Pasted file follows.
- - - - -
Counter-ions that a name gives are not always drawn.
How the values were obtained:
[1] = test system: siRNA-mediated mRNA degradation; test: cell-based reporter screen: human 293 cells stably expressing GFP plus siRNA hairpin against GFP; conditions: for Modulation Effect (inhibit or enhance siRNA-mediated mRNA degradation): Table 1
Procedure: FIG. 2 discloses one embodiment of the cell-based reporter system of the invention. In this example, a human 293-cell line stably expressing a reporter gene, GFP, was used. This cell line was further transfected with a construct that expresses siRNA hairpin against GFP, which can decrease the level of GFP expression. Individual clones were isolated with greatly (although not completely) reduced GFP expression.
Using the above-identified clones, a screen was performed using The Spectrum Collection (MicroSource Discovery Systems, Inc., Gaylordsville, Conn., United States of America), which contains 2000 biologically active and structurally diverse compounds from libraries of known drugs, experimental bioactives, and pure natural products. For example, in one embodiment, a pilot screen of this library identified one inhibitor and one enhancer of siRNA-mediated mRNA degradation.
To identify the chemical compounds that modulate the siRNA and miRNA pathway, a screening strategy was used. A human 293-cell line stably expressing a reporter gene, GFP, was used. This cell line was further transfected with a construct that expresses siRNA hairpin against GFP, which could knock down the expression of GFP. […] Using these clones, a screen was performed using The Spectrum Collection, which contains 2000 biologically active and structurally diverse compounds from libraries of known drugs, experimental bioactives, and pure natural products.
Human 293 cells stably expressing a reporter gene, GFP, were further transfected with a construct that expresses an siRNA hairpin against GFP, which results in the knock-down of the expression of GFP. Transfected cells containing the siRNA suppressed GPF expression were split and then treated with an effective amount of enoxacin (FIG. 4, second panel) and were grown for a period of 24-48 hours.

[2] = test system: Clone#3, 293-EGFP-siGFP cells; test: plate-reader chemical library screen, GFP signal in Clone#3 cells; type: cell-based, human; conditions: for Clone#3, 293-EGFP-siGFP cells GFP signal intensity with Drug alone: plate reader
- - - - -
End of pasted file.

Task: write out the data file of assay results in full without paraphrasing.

Counter-ions that a name gives are not always drawn.
How the values were obtained:
[1] = test system: siRNA-mediated mRNA degradation; test: cell-based reporter screen: human 293 cells stably expressing GFP plus siRNA hairpin against GFP; conditions: for Modulation Effect (inhibit or enhance siRNA-mediated mRNA degradation): Table 1
Procedure: FIG. 2 discloses one embodiment of the cell-based reporter system of the invention. In this example, a human 293-cell line stably expressing a reporter gene, GFP, was used. This cell line was further transfected with a construct that expresses siRNA hairpin against GFP, which can decrease the level of GFP expression. Individual clones were isolated with greatly (although not completely) reduced GFP expression.
Using the above-identified clones, a screen was performed using The Spectrum Collection (MicroSource Discovery Systems, Inc., Gaylordsville, Conn., United States of America), which contains 2000 biologically active and structurally diverse compounds from libraries of known drugs, experimental bioactives, and pure natural products. For example, in one embodiment, a pilot screen of this library identified one inhibitor and one enhancer of siRNA-mediated mRNA degradation.
To identify the chemical compounds that modulate the siRNA and miRNA pathway, a screening strategy was used. A human 293-cell line stably expressing a reporter gene, GFP, was used. This cell line was further transfected with a construct that expresses siRNA hairpin against GFP, which could knock down the expression of GFP. […] Using these clones, a screen was performed using The Spectrum Collection, which contains 2000 biologically active and structurally diverse compounds from libraries of known drugs, experimental bioactives, and pure natural products.
Human 293 cells stably expressing a reporter gene, GFP, were further transfected with a construct that expresses an siRNA hairpin against GFP, which results in the knock-down of the expression of GFP. Transfected cells containing the siRNA suppressed GPF expression were split and then treated with an effective amount of enoxacin (FIG. 4, second panel) and were grown for a period of 24-48 hours.

[2] = test system: Clone#3, 293-EGFP-siGFP cells; test: plate-reader chemical library screen, GFP signal in Clone#3 cells; type: cell-based, human; conditions: for Clone#3, 293-EGFP-siGFP cells GFP signal intensity with Drug alone: plate reader